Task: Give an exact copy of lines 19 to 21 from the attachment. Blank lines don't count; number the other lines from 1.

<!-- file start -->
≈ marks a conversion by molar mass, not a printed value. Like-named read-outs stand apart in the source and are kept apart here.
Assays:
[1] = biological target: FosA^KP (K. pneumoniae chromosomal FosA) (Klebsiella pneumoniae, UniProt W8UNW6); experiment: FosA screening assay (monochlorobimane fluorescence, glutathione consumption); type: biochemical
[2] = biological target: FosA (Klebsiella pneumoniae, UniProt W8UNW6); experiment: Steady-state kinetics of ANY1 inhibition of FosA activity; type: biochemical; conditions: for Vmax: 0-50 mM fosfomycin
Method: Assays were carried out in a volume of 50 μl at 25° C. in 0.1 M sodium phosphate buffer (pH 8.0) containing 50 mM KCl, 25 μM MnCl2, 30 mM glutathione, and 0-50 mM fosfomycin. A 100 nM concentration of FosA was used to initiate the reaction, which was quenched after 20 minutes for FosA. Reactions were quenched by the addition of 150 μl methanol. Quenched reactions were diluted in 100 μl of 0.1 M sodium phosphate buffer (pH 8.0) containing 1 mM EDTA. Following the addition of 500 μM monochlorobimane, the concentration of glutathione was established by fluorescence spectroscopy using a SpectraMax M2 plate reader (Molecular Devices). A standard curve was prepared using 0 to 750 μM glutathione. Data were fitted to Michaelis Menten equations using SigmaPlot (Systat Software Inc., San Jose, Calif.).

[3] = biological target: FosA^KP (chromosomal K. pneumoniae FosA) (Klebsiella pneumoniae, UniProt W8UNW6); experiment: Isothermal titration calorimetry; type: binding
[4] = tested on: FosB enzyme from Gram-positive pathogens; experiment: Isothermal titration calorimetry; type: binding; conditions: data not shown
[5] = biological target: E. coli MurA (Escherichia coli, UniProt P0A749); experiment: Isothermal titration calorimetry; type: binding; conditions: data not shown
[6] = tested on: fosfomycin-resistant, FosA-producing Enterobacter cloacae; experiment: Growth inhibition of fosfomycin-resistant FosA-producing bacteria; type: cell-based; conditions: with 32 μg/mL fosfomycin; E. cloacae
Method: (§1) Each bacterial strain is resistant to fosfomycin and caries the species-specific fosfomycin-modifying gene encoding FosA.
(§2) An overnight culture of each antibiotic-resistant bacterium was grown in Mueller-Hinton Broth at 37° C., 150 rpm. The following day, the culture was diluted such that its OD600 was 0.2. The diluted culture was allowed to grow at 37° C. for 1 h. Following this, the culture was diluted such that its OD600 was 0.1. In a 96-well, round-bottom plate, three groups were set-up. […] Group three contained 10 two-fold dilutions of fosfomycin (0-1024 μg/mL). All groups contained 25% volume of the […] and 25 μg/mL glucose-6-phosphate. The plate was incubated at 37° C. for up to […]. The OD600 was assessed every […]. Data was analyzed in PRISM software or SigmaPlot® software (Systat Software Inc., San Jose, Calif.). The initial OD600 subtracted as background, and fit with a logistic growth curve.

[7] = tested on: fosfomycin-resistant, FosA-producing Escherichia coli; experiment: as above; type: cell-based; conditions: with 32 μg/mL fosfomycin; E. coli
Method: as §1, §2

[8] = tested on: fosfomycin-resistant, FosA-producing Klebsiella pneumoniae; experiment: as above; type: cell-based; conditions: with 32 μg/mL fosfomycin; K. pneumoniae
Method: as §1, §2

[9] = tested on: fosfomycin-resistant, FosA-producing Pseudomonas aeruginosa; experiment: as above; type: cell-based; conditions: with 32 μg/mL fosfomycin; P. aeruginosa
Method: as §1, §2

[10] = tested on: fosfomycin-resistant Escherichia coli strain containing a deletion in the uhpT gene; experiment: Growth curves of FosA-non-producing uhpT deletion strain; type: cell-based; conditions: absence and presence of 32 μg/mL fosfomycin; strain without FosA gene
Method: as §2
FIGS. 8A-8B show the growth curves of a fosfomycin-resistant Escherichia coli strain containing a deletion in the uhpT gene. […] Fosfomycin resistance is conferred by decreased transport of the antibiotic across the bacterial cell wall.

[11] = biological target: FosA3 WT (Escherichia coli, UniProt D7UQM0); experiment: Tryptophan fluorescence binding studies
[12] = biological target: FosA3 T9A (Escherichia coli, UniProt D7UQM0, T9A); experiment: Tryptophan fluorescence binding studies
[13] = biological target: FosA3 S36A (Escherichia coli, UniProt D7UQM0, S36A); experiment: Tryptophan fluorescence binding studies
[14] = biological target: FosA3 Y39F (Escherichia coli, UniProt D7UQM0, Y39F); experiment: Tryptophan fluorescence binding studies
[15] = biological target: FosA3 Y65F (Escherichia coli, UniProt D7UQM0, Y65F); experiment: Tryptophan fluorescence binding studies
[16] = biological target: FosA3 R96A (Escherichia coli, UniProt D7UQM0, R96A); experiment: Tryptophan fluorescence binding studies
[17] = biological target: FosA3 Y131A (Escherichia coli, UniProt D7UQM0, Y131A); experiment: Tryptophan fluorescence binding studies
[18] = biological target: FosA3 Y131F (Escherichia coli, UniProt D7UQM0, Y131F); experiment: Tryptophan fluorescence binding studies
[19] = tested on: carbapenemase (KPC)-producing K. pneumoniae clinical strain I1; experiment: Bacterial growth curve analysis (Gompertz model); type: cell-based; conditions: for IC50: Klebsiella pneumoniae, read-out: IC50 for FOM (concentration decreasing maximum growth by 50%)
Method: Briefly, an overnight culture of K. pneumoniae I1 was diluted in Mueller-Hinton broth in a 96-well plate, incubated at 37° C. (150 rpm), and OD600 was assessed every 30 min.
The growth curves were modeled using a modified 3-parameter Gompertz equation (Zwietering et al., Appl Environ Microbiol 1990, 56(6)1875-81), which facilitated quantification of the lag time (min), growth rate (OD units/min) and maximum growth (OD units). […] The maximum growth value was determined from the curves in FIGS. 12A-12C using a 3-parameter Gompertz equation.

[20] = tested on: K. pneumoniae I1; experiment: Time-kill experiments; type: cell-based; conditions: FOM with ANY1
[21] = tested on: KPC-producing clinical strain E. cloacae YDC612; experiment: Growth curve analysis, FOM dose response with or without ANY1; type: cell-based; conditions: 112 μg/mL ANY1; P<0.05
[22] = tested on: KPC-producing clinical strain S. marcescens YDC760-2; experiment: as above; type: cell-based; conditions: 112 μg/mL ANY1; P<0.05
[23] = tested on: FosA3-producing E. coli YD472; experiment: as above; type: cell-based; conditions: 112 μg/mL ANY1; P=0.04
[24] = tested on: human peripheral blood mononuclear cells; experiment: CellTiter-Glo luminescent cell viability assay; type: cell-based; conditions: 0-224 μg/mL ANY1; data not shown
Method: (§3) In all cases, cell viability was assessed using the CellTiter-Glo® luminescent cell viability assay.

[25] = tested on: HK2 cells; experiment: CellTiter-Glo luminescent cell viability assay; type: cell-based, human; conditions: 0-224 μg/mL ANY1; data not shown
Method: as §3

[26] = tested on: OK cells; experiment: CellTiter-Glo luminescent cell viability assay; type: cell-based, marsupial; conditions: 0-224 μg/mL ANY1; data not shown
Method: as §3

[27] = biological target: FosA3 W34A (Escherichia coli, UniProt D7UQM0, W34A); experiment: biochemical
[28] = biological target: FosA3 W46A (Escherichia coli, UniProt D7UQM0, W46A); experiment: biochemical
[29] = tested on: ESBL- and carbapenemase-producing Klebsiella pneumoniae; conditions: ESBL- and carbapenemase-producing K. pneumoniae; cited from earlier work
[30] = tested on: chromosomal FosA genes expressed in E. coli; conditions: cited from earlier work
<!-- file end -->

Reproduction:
Method: as §2
FIGS. 8A-8B show the growth curves of a fosfomycin-resistant Escherichia coli strain containing a deletion in the uhpT gene. […] Fosfomycin resistance is conferred by decreased transport of the antibiotic across the bacterial cell wall.

[11] = biological target: FosA3 WT (Escherichia coli, UniProt D7UQM0); experiment: Tryptophan fluorescence binding studies